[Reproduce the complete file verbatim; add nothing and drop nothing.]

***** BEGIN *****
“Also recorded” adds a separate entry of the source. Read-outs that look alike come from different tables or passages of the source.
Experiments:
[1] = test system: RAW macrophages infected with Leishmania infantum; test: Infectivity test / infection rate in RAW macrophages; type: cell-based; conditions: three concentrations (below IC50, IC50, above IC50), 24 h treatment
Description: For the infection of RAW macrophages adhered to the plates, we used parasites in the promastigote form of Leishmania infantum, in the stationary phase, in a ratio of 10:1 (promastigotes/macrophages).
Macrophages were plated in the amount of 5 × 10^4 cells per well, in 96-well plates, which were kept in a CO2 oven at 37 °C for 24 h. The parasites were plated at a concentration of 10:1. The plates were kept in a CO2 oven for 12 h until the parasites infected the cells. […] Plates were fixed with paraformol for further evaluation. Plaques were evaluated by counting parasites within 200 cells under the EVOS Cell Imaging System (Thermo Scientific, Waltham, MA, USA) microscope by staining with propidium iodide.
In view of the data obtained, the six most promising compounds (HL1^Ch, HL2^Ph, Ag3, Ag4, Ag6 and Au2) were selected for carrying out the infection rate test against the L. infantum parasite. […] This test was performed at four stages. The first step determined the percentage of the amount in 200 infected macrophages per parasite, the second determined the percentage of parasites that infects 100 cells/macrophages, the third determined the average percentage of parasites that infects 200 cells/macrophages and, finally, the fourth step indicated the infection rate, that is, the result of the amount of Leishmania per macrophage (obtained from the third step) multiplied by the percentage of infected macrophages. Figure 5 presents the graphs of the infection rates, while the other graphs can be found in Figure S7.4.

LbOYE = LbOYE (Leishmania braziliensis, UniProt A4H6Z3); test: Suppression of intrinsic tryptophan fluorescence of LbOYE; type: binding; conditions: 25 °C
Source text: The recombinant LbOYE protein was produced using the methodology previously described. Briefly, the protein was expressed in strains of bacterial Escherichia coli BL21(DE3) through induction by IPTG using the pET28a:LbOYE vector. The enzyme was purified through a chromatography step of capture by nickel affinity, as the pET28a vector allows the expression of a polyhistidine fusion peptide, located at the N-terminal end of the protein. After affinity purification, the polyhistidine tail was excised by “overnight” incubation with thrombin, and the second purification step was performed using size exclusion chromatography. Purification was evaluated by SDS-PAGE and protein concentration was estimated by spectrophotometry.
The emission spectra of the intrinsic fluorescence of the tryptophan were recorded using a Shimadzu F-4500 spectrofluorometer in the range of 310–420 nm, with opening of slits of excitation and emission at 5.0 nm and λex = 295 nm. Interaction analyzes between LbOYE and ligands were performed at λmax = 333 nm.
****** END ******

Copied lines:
“Also recorded” adds a separate entry of the source. Read-outs that look alike come from different tables or passages of the source.
Experiments:
[1] = test system: RAW macrophages infected with Leishmania infantum; test: Infectivity test / infection rate in RAW macrophages; type: cell-based; conditions: three concentrations (below IC50, IC50, above IC50), 24 h treatment
Description: For the infection of RAW macrophages adhered to the plates, we used parasites in the promastigote form of Leishmania infantum, in the stationary phase, in a ratio of 10:1 (promastigotes/macrophages).
Macrophages were plated in the amount of 5 × 10^4 cells per well, in 96-well plates, which were kept in a CO2 oven at 37 °C for 24 h. The parasites were plated at a concentration of 10:1. The plates were kept in a CO2 oven for 12 h until the parasites infected the cells. […] Plates were fixed with paraformol for further evaluation. Plaques were evaluated by counting parasites within 200 cells under the EVOS Cell Imaging System (Thermo Scientific, Waltham, MA, USA) microscope by staining with propidium iodide.
In view of the data obtained, the six most promising compounds (HL1^Ch, HL2^Ph, Ag3, Ag4, Ag6 and Au2) were selected for carrying out the infection rate test against the L. infantum parasite. […] This test was performed at four stages. The first step determined the percentage of the amount in 200 infected macrophages per parasite, the second determined the percentage of parasites that infects 100 cells/macrophages, the third determined the average percentage of parasites that infects 200 cells/macrophages and, finally, the fourth step indicated the infection rate, that is, the result of the amount of Leishmania per macrophage (obtained from the third step) multiplied by the percentage of infected macrophages. Figure 5 presents the graphs of the infection rates, while the other graphs can be found in Figure S7.4.

LbOYE = LbOYE (Leishmania braziliensis, UniProt A4H6Z3); test: Suppression of intrinsic tryptophan fluorescence of LbOYE; type: binding; conditions: 25 °C
Source text: The recombinant LbOYE protein was produced using the methodology previously described. Briefly, the protein was expressed in strains of bacterial Escherichia coli BL21(DE3) through induction by IPTG using the pET28a:LbOYE vector. The enzyme was purified through a chromatography step of capture by nickel affinity, as the pET28a vector allows the expression of a polyhistidine fusion peptide, located at the N-terminal end of the protein. After affinity purification, the polyhistidine tail was excised by “overnight” incubation with thrombin, and the second purification step was performed using size exclusion chromatography. Purification was evaluated by SDS-PAGE and protein concentration was estimated by spectrophotometry.
The emission spectra of the intrinsic fluorescence of the tryptophan were recorded using a Shimadzu F-4500 spectrofluorometer in the range of 310–420 nm, with opening of slits of excitation and emission at 5.0 nm and λex = 295 nm. Interaction analyzes between LbOYE and ligands were performed at λmax = 333 nm.